In twenty or thirty years time, when much will have changed, what will we remember of digital government in the twenty tens? I suspect it will consist mainly of the government service standard.
At this point, I should make an honest declaration of interest. I’ve sat on both sides of the assessment table at each lifecycle phase, and I’ve worked to introduce the standard into digital teams with different degrees of success. I have been part of a team that had a negative service standard assessment result that was difficult to take, but I also remember what it was like in government before there was a service standard. This all means that I do have some opinions about how to make the service standard better .
That’s not the point I want to make, though. The case I’d make is that the service standard is as much an icon of British design as the Jaguar E-type or the Underground Map. No, it wasn’t the first standard and – as its creators freely admit – it borrowed from others. The recent “Digital Transformation at Scale” book described the first version as being written in half an hour “in a few spare minutes found in the midst of shepherding GOV.UK towards going live”. None of this changes the fact that it’s hard to think of another standard that has been as durable , as influential or as portable, or one that has impacted on the level of service provided to so many.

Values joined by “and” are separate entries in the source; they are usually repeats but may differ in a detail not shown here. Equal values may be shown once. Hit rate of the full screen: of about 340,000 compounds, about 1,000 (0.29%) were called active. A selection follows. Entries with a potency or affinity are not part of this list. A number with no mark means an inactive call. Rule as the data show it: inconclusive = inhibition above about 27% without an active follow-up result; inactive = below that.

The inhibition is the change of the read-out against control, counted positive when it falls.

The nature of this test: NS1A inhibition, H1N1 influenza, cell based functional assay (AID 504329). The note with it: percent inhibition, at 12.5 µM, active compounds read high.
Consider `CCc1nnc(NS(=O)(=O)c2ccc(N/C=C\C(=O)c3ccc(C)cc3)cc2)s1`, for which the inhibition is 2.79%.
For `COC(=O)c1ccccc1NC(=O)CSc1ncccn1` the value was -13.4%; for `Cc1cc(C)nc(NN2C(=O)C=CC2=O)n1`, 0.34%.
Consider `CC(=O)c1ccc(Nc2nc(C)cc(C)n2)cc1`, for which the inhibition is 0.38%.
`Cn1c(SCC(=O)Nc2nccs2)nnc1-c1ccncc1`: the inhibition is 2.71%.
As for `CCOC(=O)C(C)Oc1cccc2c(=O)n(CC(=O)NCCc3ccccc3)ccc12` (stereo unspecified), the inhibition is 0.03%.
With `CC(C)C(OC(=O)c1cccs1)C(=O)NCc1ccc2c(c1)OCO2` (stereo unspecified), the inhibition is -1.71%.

The number of other governments and organisations that have taken it as the inspiration for their own standards is growing. During the kerfuffle of the change of leadership in GDS a few years ago, one former senior GDS member of staff described the service standard as “the canary in the mine”. I’m on the fringes of digital government and I have no formal involvement with the service standard beyond occasional lead assessor duties but I have had two in-depth conversations in the last 12 months with other organisations considering adopting it.
If “most of government is service design most of the time“, then the implication is that the service standard is a critical part of our national infrastructure. I’m not sure we always give the standard the respect it deserves. There is surprisingly little written anywhere as to why a service standard is worth the effort of creating and maintaining. (I went through as many service standards as I could and the only line I found about this was from LocalGovDigital, who say that their standard “creates a shared ambition for local government to work to in improving its services”. It’s difficult to argue with that, but is that the most we can say?)
Not everyone might agree with me that we should be celebrating with stickers, lapel badges and a national day to recognise the service standard. But maybe we could all talk more about what the service standard enables: a transparent way to measure progress, a lodestar for government to work towards, a fair and reasoned way to avoid departments marking their own homework, an important sponsor of working in the open and, most importantly, a catalyst for better services for users.
 Yes, I have shared these with the team doing a great job of reviewing the service standard; yes, they have been open and receptive to a fault; and yes, they do deserve your sympathy for the quantity of feedback that they’ve had to wade through.
 There have been some changes, and there will be some more to come, but these are evolutionary rather than revolutionary. Over more than five years and two parliaments in the middle of the digital world, that’s an achievement.